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why are candles unsafe for parrots?

Can You Burn Candles Around Parrots? (Scented vs. Unscented)

(Last Updated On: May 11, 2023)

Certain candles can be dangerous to the health of parrots because they emit fumes, soot, smoke, and fragrances that harm their respiratory system.

Beeswax and soy candles are safe for parrots. However, wax candles are made from paraffin, which doesn’t burn cleanly and releases toxins.

Also, essential oils, lead core wicks, and synthetic fragrances are ingredients to avoid.

While it’s tempting to light a candle to relax at the end of a busy day, even small quantities of fumes and fragrances can have a catastrophic effect on a parrot’s ability to breathe.

Why Are Candles Unsafe For Parrots?

As mentioned, most wax candles are made from paraffin, a petroleum derivative. Unfortunately, paraffin doesn’t burn cleanly and releases toxic smoke and soot into the air.

Under the Animal Welfare Act, pet owners must provide good care. If you use candles in the same house as parrots, ensure adequate ventilation levels around the home.

Zinc Alloy

When burned, most candle wicks are made with zinc or zinc alloy. By lighting candles around parrots, you expose them to essential oils and fragrances that may irritate the respiratory system.

are candles okay for parrots?

Carbon Monoxide

All flames release carbon monoxide (CO), and parrots are adversely affected by this compound.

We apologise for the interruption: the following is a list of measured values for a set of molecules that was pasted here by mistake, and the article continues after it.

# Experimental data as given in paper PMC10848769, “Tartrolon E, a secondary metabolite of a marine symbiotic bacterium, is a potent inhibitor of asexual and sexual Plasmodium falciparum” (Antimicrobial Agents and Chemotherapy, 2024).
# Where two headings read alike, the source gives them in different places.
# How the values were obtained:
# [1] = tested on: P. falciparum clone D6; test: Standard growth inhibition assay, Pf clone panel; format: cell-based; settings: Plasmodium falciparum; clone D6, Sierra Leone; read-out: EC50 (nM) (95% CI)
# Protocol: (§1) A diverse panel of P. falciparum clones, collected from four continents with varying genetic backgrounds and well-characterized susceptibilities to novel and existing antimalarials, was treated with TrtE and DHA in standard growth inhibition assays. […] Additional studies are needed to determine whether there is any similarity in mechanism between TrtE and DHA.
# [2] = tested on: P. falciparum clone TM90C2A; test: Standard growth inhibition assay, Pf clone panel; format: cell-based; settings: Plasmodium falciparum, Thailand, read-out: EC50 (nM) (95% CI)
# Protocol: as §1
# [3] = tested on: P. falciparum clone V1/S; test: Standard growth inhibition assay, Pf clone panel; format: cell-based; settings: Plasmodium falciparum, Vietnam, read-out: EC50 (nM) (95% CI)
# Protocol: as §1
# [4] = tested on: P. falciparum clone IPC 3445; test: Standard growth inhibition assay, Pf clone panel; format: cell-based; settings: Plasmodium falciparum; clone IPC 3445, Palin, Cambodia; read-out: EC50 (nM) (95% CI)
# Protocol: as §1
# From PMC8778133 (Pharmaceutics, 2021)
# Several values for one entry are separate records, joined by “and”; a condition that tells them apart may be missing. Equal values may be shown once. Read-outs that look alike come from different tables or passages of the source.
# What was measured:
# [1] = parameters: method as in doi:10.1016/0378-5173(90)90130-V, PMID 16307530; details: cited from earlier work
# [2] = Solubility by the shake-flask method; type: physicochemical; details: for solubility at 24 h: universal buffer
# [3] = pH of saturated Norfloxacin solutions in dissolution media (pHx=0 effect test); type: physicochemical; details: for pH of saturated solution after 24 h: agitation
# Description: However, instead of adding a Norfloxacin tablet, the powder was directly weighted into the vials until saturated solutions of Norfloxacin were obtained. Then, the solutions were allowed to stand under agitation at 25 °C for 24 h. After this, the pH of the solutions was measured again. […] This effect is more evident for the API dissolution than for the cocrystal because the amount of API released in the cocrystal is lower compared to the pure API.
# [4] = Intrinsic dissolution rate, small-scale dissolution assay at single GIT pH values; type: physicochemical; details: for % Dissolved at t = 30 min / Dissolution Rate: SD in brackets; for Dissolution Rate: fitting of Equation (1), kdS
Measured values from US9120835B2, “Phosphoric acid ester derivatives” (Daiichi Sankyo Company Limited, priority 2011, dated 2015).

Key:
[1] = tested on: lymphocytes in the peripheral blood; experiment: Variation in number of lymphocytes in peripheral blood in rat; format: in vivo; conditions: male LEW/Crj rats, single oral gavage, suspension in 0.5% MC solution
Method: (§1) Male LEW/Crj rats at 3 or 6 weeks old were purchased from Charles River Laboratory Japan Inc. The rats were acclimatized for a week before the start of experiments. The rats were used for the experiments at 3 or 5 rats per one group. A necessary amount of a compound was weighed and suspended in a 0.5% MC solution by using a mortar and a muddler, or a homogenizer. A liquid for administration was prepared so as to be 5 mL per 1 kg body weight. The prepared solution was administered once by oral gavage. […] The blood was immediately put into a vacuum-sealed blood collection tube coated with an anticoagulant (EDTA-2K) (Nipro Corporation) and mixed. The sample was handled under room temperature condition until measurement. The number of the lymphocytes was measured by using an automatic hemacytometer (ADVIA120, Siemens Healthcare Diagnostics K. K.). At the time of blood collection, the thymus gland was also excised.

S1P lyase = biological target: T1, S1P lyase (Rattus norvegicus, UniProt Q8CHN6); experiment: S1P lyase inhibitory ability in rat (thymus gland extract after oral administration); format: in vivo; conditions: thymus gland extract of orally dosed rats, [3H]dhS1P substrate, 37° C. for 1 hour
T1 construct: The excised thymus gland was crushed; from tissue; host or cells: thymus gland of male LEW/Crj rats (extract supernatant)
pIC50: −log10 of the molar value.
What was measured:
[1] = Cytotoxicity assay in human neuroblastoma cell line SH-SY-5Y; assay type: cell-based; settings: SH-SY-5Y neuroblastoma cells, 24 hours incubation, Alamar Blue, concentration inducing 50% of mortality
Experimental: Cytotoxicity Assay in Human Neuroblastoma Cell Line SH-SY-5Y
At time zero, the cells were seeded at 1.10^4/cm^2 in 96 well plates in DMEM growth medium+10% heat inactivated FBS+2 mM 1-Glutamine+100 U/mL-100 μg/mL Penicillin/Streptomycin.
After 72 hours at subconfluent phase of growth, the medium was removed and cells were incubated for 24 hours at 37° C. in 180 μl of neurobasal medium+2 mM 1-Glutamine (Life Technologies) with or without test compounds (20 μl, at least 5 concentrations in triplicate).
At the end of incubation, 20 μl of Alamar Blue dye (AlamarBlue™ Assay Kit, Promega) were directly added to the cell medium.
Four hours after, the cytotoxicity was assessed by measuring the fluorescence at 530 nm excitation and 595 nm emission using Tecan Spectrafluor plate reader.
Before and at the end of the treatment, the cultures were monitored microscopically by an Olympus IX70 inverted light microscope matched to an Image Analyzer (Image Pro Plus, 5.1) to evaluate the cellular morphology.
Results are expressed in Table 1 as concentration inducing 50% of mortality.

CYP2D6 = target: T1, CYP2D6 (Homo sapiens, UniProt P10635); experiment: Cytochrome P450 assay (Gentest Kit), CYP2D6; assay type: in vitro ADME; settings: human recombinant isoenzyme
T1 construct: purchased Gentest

Parrots have efficient respiratory systems because they must absorb sufficient oxygen when flying. However, they’ll absorb carbon monoxide, smoke, and other toxic fumes.

Birds were once used in coal mines to detect carbon monoxide and methane. If a bird fell off its perch, the miners knew that dangerous chemicals or toxins were nearby and evacuated.

House Fire Risk

As well as fumes, the flame can be a hazard. Vet Times explains how parrots are curious and often encounter dangers around the home, including candles and fires.  

Parrots are at risk of flying into the open flames that candles produce.

Harmful Ingredients in Candles

When exploring the ingredients of candles, check for the following:

Essential Oils

Essential oils like tea tree oil, ylang-ylang, and eucalyptus are toxic to parrots. Also, some don’t mix or dilute well. If these substances touch the parrot’s eyes, pain or temporary blindness can occur.

Many essential oils require diffusers and wax warmers to release the fragrances, which are hazards.

It’s difficult to know how a parrot will react around oils. Sensitive birds are more prone to illness, and you may not realize until the parrot becomes sick.